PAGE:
Physical health and safety has been front and centre of male dominated industries like construction, mining and manufacturing for many years. In comparison, psychological safety is a slowly growing area with an increasing profile. But what is the linked between male dominated industries, workplace bullying and mental health risk?
Afterall, men don’t get bullied as often as women…or do they?
A recent study into the level of bullying experienced by men and women and resulting mental health impact provides us with insights into the gendered experience of bullying with some important results. These results provide us with insight into how we investigate bullying in male dominated industries and how we can educate to bring about preventative action.
How are bullying rates identified
Consistency in the numbers of how many have been bullied either across the board or by gender is not a straight forward exercise. Factors including country, culture, industry, minority status, and how the rates are measured can all impact on the results.
There are two common approaches to collecting data on bullying prevalence that tend to be used as follows:
- the self labelling method that asks individuals to assess if they feel they have been victimised based on their own understanding of the concept of bullying, or based on a given definition; and
- the behavioural experience method that provides a list of different bullying behaviours, without mentioning bullying, and the individual is asked whether they have been exposed to those behaviours.
There are other methods, but these are the two most commonly used in research.
What does this research tell us about men, bullying and mental health
The above mentioned Scandinavian research is uncommon in that it uses the two approaches, self labelling and behavioural experience, to measure the number of employees who have been bullied before comparing the bullying prevalence to mental health outcomes. The sample participants (numbering 1096 employees) were questioned at two intervals 18 months apart. The respondents were 57% female and 43% male.
The research presented the following:
- Men were less likely to self label themselves as having been bullied compared to women, though the difference was small with 6% of men self labeling as having been bullied and 8% of women.
- When using the behavioural experience method of measuring bullying rates, the rates of bullying were significantly higher with 21% of men identified as being bullied and 14% of women.
- In linking self labelled bullying to mental health outcomes across the 18 month time frame, men’s mental health outcomes worsened significantly. Across the same period, women’s mental health outcomes were initially worse than men’s mental health, but actually improved at the second testing juncture.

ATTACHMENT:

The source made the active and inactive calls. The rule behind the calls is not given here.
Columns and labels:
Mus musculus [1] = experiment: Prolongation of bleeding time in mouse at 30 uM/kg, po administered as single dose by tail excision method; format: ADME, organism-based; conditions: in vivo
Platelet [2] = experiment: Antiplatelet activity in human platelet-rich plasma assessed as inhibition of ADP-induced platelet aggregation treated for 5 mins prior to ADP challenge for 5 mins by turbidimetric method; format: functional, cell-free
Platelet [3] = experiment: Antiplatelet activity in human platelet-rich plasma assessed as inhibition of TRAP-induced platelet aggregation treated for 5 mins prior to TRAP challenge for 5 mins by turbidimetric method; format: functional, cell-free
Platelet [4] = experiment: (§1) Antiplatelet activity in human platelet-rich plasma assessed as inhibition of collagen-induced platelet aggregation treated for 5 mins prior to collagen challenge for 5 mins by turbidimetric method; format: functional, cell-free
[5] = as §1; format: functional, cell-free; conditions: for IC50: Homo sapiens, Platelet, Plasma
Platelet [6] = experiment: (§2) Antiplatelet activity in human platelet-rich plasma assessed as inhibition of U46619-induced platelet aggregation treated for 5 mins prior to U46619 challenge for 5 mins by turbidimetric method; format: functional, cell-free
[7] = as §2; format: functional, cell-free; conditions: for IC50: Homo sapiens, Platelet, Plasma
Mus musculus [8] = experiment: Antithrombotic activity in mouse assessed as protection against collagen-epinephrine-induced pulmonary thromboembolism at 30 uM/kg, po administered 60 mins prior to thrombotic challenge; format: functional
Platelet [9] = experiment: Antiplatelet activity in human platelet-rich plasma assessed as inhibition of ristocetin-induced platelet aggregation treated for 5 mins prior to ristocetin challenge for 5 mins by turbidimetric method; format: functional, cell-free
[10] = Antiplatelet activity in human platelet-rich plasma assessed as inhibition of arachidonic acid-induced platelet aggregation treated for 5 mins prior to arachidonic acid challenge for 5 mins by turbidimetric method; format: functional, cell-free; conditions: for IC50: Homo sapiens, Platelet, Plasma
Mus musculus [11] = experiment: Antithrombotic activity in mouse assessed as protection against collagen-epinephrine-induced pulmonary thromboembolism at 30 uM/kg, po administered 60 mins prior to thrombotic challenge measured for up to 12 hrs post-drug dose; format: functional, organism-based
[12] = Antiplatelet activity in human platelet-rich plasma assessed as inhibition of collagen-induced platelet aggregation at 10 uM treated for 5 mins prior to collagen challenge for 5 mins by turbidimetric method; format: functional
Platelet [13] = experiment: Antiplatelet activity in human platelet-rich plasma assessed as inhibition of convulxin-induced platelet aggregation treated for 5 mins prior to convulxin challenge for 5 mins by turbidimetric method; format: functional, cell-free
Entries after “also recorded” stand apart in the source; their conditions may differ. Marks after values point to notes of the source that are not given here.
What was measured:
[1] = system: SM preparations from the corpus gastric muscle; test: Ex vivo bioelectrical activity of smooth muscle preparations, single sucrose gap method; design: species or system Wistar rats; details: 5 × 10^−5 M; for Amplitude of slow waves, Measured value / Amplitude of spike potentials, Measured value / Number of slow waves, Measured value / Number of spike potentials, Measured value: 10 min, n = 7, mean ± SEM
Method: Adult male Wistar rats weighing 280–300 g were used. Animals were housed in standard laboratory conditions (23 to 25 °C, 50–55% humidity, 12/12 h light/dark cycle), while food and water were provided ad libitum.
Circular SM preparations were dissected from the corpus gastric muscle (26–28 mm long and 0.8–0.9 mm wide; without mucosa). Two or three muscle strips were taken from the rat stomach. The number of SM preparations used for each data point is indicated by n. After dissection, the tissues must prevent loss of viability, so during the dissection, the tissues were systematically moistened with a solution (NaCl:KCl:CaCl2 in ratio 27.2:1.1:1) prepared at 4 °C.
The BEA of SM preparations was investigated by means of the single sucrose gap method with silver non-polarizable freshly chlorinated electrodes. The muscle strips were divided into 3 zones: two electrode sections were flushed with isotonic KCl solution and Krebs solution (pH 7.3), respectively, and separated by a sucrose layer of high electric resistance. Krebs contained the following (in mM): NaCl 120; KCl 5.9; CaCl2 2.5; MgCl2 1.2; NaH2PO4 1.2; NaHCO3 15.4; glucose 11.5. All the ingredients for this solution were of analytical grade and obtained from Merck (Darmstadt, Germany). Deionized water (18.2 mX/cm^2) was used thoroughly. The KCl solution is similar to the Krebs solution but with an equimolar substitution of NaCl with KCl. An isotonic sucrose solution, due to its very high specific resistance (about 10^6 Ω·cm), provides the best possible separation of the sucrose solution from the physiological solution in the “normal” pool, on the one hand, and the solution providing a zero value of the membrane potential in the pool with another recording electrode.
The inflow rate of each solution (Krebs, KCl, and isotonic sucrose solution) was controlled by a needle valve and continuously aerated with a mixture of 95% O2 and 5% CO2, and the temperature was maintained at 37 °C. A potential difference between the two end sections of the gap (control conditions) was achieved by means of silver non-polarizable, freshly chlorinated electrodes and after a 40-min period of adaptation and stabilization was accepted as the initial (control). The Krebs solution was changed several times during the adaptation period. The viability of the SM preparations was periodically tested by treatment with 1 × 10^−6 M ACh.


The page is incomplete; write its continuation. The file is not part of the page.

Why did men’s mental health outcomes significantly worsen?
It is very possible that the lack of acknowledgement of bullying and the decline in men’s mental health links to gender roles. Gender role theory and research indicates that admitting to weakness and associated vulnerability violates the expectations of men and what it generally means to be a man. Admitting such is a threat to masculinity, while showing signs of vulnerability is connected to shame. Therefore men are less likely to self label themselves as a bullied target or victim (a sign of weakness) leading to shame.
This also leads to a delay in identifying symptoms. Bullying is a process that escalates over time. If men don’t recognise the attack, then they are unlikely to intervene until later, when mental health consequences are significantly worse. This explains the increase in poorer mental health outcomes at the 18 month mark.
In contrast, women are more likely to seek help because it is more acceptable to do so. Research also indicates that women and minorities are more likely to recognise negative behaviours as they are more often on the receiving end and have greater awareness of perceived threats. As mental health decline appears, women are more likely to intervene sooner.
Other explanations for the lack of self labeling may relate to how each gender conceptualises bullying and what is understood as a “threat”. Men, in general, having higher social power may have a better chance of stopping unwanted negative behaviour towards them. They are also more likely to confront the bully, possibly delaying impacts. However, this is not to say they are more successful in stopping the behaviours.
What are the implications for our workplaces?
There are some key learnings from this research that should be considered when tackling workplace bullying in male dominated industries. While this is only one piece of research, it highlights the importance of how we ask the question of men as to whether they are being bullied. Asking do you feel bullied is unlikely to be enough. A bully in a male dominated workplace may be referred to as “a bit of a p**ck”, rather than directly called a bully.
If we are to intervene in the bullying process with men through early intervention, we also need to address the barriers of gender roles and stigmatisation including shame, vulnerability and weakness. Education focus, which needs to be carried out with men rather than for men, needs to tackle what men understand to be inappropriate behaviours, identify the warning signs and the effective interventions. Men identifying mental health decline at a late stage leads workplaces to the risk of more serious mental health injury and higher cost workplace injury claims as men may have already hit rock bottom before seeking help.